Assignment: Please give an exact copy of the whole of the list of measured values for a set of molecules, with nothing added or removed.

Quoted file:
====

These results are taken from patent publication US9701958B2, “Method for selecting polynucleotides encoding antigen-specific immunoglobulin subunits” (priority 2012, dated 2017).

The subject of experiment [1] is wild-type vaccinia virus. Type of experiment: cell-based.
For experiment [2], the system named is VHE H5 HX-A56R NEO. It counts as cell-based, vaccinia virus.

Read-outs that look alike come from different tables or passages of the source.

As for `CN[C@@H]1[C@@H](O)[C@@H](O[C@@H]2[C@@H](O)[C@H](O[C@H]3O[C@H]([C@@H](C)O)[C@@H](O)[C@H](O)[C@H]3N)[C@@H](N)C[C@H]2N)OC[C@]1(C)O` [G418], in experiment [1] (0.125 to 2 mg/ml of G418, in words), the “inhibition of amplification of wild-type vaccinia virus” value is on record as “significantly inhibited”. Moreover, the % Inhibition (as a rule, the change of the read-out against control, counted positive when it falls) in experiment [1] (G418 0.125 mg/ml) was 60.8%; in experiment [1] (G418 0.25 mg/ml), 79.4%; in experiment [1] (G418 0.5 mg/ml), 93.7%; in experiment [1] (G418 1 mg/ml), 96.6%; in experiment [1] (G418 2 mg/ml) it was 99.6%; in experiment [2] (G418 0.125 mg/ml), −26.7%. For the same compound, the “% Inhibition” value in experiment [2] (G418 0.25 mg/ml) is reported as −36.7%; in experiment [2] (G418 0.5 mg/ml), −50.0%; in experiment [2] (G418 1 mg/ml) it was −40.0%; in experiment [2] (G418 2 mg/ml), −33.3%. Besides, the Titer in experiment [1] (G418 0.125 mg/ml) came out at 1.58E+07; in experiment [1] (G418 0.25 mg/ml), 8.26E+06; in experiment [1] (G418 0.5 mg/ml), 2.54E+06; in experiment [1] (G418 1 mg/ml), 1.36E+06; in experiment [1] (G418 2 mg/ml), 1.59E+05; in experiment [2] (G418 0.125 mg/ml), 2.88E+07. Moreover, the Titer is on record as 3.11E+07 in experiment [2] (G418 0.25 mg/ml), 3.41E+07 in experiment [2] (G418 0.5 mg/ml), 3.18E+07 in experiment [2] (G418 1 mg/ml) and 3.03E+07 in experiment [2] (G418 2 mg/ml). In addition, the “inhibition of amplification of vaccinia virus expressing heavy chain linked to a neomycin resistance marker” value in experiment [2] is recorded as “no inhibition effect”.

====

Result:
These results are taken from patent publication US9701958B2, “Method for selecting polynucleotides encoding antigen-specific immunoglobulin subunits” (priority 2012, dated 2017).

The subject of experiment [1] is wild-type vaccinia virus. Type of experiment: cell-based.
For experiment [2], the system named is VHE H5 HX-A56R NEO. It counts as cell-based, vaccinia virus.

Read-outs that look alike come from different tables or passages of the source.

As for `CN[C@@H]1[C@@H](O)[C@@H](O[C@@H]2[C@@H](O)[C@H](O[C@H]3O[C@H]([C@@H](C)O)[C@@H](O)[C@H](O)[C@H]3N)[C@@H](N)C[C@H]2N)OC[C@]1(C)O` [G418], in experiment [1] (0.125 to 2 mg/ml of G418, in words), the “inhibition of amplification of wild-type vaccinia virus” value is on record as “significantly inhibited”. Moreover, the % Inhibition (as a rule, the change of the read-out against control, counted positive when it falls) in experiment [1] (G418 0.125 mg/ml) was 60.8%; in experiment [1] (G418 0.25 mg/ml), 79.4%; in experiment [1] (G418 0.5 mg/ml), 93.7%; in experiment [1] (G418 1 mg/ml), 96.6%; in experiment [1] (G418 2 mg/ml) it was 99.6%; in experiment [2] (G418 0.125 mg/ml), −26.7%. For the same compound, the “% Inhibition” value in experiment [2] (G418 0.25 mg/ml) is reported as −36.7%; in experiment [2] (G418 0.5 mg/ml), −50.0%; in experiment [2] (G418 1 mg/ml) it was −40.0%; in experiment [2] (G418 2 mg/ml), −33.3%. Besides, the Titer in experiment [1] (G418 0.125 mg/ml) came out at 1.58E+07; in experiment [1] (G418 0.25 mg/ml), 8.26E+06; in experiment [1] (G418 0.5 mg/ml), 2.54E+06; in experiment [1] (G418 1 mg/ml), 1.36E+06; in experiment [1] (G418 2 mg/ml), 1.59E+05; in experiment [2] (G418 0.125 mg/ml), 2.88E+07. Moreover, the Titer is on record as 3.11E+07 in experiment [2] (G418 0.25 mg/ml), 3.41E+07 in experiment [2] (G418 0.5 mg/ml), 3.18E+07 in experiment [2] (G418 1 mg/ml) and 3.03E+07 in experiment [2] (G418 2 mg/ml). In addition, the “inhibition of amplification of vaccinia virus expressing heavy chain linked to a neomycin resistance marker” value in experiment [2] is recorded as “no inhibition effect”.